Moving on to domestic advantages and the Digital Rupee, there is a widely held assumption that cryptocurrency will disturb our Government’s monetary policy. However, the efficient use of cryptocurrency will end up strengthening our monetary policy instead. To elucidate, let us consider an analogy. Why does the RBI hold over 600 tonnes of physical gold? The reason is that in the event of an economic crisis, the rupee may need to be backed by gold. Thus, a digital rupee may need to be backed by digital gold.
To clarify this further, any country’s national currency is traded against every other currency in the world in a global foreign exchange market. This is why all the central banks worldwide continue to hold gold; it is a buffer against inflation and is internationally accepted even in a crisis. Cryptocurrency is valuable for the very same reasons that gold is accepted widely and internationally, highly scarce and cannot be seized with a keypress. So, a digital rupee will need to have digital gold for times of crisis to mitigate the threat of this digital rupee’s inflation.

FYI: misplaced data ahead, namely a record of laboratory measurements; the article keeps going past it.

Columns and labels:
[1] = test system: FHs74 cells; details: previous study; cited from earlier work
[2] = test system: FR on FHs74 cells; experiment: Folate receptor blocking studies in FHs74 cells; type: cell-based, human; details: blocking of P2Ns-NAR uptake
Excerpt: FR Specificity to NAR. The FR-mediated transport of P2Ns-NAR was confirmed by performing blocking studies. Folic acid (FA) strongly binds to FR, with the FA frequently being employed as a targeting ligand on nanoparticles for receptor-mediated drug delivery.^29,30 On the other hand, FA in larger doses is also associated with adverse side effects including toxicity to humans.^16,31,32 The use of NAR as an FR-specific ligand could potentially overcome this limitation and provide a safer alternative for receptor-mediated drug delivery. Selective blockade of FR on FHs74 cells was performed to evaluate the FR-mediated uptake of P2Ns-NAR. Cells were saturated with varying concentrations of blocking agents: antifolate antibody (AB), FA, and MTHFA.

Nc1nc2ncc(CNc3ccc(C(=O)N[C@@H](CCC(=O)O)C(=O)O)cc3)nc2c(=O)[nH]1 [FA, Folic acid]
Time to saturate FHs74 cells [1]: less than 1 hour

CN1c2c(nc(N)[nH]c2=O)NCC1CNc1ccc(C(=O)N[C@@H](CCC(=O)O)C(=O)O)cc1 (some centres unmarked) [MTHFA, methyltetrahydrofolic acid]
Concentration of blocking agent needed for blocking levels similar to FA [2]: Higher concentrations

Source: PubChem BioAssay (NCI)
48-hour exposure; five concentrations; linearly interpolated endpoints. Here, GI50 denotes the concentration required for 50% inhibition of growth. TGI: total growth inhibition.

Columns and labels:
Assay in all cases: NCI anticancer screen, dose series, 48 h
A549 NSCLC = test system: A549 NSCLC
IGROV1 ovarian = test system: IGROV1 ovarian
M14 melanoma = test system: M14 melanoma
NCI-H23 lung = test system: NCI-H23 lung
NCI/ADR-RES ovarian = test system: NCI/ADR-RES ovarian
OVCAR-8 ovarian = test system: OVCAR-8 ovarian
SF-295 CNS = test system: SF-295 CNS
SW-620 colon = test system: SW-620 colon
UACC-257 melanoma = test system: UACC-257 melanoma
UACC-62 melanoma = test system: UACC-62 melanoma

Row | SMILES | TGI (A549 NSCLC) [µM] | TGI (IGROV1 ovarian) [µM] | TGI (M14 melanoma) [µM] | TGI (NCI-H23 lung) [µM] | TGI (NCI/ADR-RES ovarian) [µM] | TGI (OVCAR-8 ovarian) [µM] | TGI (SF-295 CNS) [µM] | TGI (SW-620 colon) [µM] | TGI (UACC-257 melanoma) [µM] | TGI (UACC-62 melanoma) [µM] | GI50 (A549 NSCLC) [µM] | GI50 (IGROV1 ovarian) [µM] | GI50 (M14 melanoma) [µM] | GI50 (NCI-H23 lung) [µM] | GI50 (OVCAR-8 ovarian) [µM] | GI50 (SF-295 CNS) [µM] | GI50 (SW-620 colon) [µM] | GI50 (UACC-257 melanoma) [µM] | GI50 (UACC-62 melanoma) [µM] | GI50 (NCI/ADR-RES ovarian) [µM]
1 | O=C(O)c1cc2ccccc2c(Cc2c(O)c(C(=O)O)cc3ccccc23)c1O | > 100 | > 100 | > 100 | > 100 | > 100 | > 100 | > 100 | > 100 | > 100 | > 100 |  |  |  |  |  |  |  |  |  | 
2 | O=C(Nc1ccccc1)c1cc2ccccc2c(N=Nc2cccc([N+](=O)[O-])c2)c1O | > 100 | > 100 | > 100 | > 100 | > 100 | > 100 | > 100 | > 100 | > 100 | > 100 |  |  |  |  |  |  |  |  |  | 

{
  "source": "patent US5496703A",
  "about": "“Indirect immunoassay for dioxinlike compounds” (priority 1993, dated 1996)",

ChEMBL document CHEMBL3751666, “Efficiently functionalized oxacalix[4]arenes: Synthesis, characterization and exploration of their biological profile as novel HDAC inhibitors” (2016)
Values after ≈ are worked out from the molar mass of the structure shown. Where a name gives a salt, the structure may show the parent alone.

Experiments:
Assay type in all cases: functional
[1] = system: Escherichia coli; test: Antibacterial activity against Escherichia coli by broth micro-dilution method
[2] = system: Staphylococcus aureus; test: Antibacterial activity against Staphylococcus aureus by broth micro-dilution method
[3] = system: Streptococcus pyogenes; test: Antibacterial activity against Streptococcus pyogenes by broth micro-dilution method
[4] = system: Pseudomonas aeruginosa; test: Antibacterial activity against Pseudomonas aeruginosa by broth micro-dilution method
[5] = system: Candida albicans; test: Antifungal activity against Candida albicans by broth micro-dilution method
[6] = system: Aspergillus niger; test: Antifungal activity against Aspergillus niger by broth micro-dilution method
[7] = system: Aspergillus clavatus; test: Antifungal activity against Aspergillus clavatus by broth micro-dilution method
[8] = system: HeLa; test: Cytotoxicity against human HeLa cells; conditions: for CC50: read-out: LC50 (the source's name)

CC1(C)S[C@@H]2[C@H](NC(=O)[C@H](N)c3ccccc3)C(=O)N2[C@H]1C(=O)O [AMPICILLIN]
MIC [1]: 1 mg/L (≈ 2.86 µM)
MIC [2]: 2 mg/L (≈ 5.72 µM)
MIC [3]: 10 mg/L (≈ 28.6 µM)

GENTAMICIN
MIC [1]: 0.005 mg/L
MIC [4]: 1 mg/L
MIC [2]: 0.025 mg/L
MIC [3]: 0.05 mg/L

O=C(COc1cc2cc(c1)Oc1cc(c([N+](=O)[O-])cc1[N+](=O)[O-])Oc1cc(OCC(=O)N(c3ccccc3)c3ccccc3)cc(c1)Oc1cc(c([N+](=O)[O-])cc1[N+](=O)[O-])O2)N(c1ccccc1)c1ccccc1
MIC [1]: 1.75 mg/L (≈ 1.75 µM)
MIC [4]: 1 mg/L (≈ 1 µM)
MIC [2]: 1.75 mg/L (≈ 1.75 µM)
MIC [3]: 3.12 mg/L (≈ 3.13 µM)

Banning cryptocurrency would exclude us from this rapidly expanding industry while the various countries keep moving forward. On the contrary, regulating and taking advantage of this new technology would help India advance its interests while shaping the new world order. Efficient regulation would also help prevent scams and illicit use of cryptocurrency. Better insight into what the Bill can bring can only be ascertained once the Bill is presented and its text made public.